- Make noise in life and be a bit irreverent because the people who’ll complain about your noise will be those of us who have lost our throats, who need you to inspire us, and who will, surprisingly, follow your lead.
- Take the helm of something that stirs the hearts of people, challenges the fixed impressions of others, and helps you practice your best values.
- Love the women in the world because they will be more reliable than the men and they will support you harder than the men and in your love, you will continually lift them.
- Love the men in the world because your love will correct and heal our broken places, places we’ve spent years covering, hiding, avoiding, and convincing ourselves aren’t there.
- I do not want you to die, but you will die as will I. Live with that end in mind, and move the world toward something more beautiful, more compelling, more attractive, and more whole while you’re here.
- Give something away and get into the habit of giving. It will save you when the world takes and takes and takes because you will have defined yourself and your needs and your hopes in a generous way.
- Be a messianic force for peace, tolerating no violence, even the violence in your own soul because that self-control is the strongest grace, the most Christlike offering you can give the world. It may save us.
- Tell me what I should have said and feel free to update me as we go along.
As your mother told you–and as I’ve said to you before–when we put you into the hands of someone else, that’s the person we trust. So that’s the person you listen to.
Be it your teachers or other relatives, if you don’t listen to the people we give you to, you’re also not listening to us. And for now, you have to listen to us. You don’t get to not listen. And not just because we’re bigger than you. We actually know more than you.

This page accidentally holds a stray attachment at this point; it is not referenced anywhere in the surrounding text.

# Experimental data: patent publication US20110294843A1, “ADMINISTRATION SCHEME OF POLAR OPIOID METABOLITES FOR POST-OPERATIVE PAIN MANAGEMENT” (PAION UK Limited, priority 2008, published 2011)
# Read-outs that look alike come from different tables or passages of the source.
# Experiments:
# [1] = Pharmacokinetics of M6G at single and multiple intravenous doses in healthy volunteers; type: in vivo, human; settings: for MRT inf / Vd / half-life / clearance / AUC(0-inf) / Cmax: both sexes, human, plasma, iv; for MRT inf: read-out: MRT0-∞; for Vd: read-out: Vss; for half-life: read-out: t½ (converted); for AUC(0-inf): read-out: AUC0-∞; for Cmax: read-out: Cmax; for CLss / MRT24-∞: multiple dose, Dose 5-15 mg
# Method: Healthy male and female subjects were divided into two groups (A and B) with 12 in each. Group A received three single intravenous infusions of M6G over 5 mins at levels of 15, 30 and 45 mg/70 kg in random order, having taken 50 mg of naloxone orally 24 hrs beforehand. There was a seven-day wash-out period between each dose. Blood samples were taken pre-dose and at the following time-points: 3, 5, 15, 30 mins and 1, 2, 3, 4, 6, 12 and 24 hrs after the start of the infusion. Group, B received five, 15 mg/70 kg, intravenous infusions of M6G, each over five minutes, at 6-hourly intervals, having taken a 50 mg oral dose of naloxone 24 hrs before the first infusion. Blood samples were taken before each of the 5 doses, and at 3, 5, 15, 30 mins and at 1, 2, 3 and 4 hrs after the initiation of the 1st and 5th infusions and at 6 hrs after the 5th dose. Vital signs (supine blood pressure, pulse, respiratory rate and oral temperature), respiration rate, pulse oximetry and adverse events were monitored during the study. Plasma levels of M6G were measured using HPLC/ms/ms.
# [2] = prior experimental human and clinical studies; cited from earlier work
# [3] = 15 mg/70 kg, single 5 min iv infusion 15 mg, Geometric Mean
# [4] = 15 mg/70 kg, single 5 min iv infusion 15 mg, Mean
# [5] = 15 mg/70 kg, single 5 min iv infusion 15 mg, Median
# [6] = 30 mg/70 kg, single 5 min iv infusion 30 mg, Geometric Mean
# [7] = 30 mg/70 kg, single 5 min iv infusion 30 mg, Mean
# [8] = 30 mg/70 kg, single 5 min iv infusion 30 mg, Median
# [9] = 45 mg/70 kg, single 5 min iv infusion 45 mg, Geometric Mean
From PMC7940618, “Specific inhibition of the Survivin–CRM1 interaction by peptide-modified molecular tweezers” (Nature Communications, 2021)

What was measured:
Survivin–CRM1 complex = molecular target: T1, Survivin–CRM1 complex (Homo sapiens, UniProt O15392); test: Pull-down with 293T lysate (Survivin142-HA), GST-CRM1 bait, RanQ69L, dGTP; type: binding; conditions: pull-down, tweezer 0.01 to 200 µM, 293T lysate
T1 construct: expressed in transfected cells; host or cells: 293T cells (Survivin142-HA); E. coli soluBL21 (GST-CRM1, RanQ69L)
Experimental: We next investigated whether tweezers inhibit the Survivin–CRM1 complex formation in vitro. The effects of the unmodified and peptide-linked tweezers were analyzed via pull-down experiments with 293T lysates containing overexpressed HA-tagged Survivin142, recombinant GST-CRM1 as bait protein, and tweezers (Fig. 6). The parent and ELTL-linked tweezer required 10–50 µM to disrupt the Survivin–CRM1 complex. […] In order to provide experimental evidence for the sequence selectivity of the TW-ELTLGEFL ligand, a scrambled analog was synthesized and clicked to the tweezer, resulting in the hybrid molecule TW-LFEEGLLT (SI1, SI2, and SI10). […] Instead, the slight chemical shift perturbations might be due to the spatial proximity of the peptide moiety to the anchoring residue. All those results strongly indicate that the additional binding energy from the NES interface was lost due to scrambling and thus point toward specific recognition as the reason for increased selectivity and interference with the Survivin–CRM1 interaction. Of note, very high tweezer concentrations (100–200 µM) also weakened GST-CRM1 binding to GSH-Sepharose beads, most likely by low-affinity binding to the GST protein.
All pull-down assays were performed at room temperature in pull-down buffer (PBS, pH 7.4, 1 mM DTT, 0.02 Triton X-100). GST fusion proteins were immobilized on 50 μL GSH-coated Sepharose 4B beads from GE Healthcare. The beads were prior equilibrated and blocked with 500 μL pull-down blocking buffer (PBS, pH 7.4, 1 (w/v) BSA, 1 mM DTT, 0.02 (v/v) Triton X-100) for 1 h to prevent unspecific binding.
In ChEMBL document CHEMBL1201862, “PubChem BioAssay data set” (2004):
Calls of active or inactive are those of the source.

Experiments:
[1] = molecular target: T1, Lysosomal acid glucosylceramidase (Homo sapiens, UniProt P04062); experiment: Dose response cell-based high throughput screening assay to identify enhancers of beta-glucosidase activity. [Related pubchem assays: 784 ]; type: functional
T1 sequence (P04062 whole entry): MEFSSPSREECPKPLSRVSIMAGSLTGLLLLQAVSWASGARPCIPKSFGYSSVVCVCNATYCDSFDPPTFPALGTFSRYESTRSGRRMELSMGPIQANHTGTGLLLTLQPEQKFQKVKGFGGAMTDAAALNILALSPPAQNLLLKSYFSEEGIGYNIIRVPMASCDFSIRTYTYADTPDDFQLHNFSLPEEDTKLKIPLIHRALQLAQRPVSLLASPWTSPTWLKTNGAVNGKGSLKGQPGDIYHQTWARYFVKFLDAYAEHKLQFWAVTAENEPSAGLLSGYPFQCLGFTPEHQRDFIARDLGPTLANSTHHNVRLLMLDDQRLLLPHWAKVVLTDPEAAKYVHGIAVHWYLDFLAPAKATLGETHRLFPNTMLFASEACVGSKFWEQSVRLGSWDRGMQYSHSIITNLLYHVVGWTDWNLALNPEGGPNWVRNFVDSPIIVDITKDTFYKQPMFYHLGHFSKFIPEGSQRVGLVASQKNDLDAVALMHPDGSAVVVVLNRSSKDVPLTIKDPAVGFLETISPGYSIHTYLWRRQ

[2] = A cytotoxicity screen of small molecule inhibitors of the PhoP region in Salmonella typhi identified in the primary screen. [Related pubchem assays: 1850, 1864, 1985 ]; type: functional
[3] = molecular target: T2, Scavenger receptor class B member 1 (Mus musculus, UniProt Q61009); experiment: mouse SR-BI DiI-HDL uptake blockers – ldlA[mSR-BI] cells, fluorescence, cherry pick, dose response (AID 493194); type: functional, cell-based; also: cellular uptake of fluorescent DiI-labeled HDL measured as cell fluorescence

We know that when you do your own thing, that thing is still so underdeveloped that it makes no sense in the world. One day that will change. One day you have more choices than you do time. One day you’ll pick the menu and the shoes and the time we leave and return. But you don’t drive. You don’t know the city’s grid. You don’t understand the nuances of roasting a chicken, even if you’re a good sous chef.
So, hear me, hear your mother. And we’ll let you stay with us. If you don’t listen, you’re only a quick walk from the Swansons, a short drive from either of our mothers, the full house with your cousins and my brother, a spot next to Champ’s cage at your other uncle’s, or slightly longer commutes to your aunts. I’m sure even Grammie will take you if we call her and say you’re on a flight. But I’m also certain those lovely people will have similar expectations. And they–though they may fight me on the point–will not love you nearly as much as me and your mother.
It’s not surprising that well-intentioned parents cultivate cognitive intelligence and individual achievements as assiduously as we do. These are, after all, such important markers of success in modern-day America. But our focus on outcomes is leading us to look at milestones all wrong — as a series of boxes and achievements to check off a list on our way to a goal. We focus on our kids’ ability to read when they are at an age when we should be focusing on their kindness and character. We worry about overburdening them with chores because they have to do their homework, when we should be cultivating self-help skills that will make them self-reliant, and sending them a clear, unambiguous message: yes, academic achievement is important, but becoming kind and responsible is, too. These are all milestones we don’t want to miss.
See Christine Gross-Loh’s full piece here.
We went to Bryce’s parent-teacher conference the other day. After I got over the fact that daycare centers require such things, I felt my chest swelling as his teacher said how well he was doing, how he, as their oldest child, was helping and getting special jobs and relishing them in his own way. She asked what our concerns were, took notes as we (Dawn really) said what she wanted to them to focus on. It was brief. I almost wondered why we had set up the meeting in the first place. It was short and short things get short-changed in my mind. It took reflection time for me to appreciate that short meetings can be meaningful, that they can shape the way we approach the long marathon of fatherhood.
After the teacher left, we looked over his binder which captured in pictures and notes and forms his track record over the last year. I’m not one of those parents—at least not yet—who says, “Time has moved so fast,” because I’ve taken this experiment as slowly as it’s come. But that book was another reminder of my boy’s growth, of my wife’s growth as a mother, and of my own. Maybe someone should require Parent-Teacher conferences where us parents are the subjects of discussion.